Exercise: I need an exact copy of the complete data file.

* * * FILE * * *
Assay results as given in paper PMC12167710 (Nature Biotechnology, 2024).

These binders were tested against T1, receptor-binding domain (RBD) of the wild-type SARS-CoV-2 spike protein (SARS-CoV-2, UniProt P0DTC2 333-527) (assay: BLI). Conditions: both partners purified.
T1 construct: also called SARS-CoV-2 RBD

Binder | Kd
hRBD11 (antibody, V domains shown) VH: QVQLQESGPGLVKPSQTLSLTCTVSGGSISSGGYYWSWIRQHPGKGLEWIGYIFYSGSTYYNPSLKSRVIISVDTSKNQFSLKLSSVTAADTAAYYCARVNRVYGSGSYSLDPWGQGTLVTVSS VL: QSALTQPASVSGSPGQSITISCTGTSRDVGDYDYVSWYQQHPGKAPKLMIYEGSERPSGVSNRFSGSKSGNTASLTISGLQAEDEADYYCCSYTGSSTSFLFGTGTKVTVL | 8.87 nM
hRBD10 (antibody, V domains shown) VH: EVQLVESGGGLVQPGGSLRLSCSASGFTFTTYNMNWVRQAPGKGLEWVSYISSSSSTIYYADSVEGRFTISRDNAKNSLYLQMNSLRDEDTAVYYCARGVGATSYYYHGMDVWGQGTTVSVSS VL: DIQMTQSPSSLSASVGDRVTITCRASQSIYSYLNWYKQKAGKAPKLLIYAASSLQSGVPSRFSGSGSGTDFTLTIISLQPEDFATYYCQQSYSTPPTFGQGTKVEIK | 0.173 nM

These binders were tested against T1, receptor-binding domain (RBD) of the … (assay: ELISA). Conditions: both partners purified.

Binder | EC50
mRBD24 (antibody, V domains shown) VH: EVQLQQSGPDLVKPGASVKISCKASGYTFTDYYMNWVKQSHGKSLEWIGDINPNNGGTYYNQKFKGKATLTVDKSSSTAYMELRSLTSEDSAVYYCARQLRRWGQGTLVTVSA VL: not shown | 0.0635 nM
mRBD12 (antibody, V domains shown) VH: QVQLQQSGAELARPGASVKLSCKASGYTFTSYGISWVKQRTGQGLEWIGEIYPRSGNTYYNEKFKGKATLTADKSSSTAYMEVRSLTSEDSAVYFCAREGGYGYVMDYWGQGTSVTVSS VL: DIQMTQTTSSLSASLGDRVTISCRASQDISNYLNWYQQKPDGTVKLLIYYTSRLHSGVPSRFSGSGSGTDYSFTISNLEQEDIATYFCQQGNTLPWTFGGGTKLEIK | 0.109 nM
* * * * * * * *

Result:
Assay results as given in paper PMC12167710 (Nature Biotechnology, 2024).

These binders were tested against T1, receptor-binding domain (RBD) of the wild-type SARS-CoV-2 spike protein (SARS-CoV-2, UniProt P0DTC2 333-527) (assay: BLI). Conditions: both partners purified.
T1 construct: also called SARS-CoV-2 RBD

Binder | Kd
hRBD11 (antibody, V domains shown) VH: QVQLQESGPGLVKPSQTLSLTCTVSGGSISSGGYYWSWIRQHPGKGLEWIGYIFYSGSTYYNPSLKSRVIISVDTSKNQFSLKLSSVTAADTAAYYCARVNRVYGSGSYSLDPWGQGTLVTVSS VL: QSALTQPASVSGSPGQSITISCTGTSRDVGDYDYVSWYQQHPGKAPKLMIYEGSERPSGVSNRFSGSKSGNTASLTISGLQAEDEADYYCCSYTGSSTSFLFGTGTKVTVL | 8.87 nM
hRBD10 (antibody, V domains shown) VH: EVQLVESGGGLVQPGGSLRLSCSASGFTFTTYNMNWVRQAPGKGLEWVSYISSSSSTIYYADSVEGRFTISRDNAKNSLYLQMNSLRDEDTAVYYCARGVGATSYYYHGMDVWGQGTTVSVSS VL: DIQMTQSPSSLSASVGDRVTITCRASQSIYSYLNWYKQKAGKAPKLLIYAASSLQSGVPSRFSGSGSGTDFTLTIISLQPEDFATYYCQQSYSTPPTFGQGTKVEIK | 0.173 nM

These binders were tested against T1, receptor-binding domain (RBD) of the … (assay: ELISA). Conditions: both partners purified.

Binder | EC50
mRBD24 (antibody, V domains shown) VH: EVQLQQSGPDLVKPGASVKISCKASGYTFTDYYMNWVKQSHGKSLEWIGDINPNNGGTYYNQKFKGKATLTVDKSSSTAYMELRSLTSEDSAVYYCARQLRRWGQGTLVTVSA VL: not shown | 0.0635 nM
mRBD12 (antibody, V domains shown) VH: QVQLQQSGAELARPGASVKLSCKASGYTFTSYGISWVKQRTGQGLEWIGEIYPRSGNTYYNEKFKGKATLTADKSSSTAYMEVRSLTSEDSAVYFCAREGGYGYVMDYWGQGTSVTVSS VL: DIQMTQTTSSLSASLGDRVTISCRASQDISNYLNWYQQKPDGTVKLLIYYTSRLHSGVPSRFSGSGSGTDYSFTISNLEQEDIATYFCQQGNTLPWTFGGGTKLEIK | 0.109 nM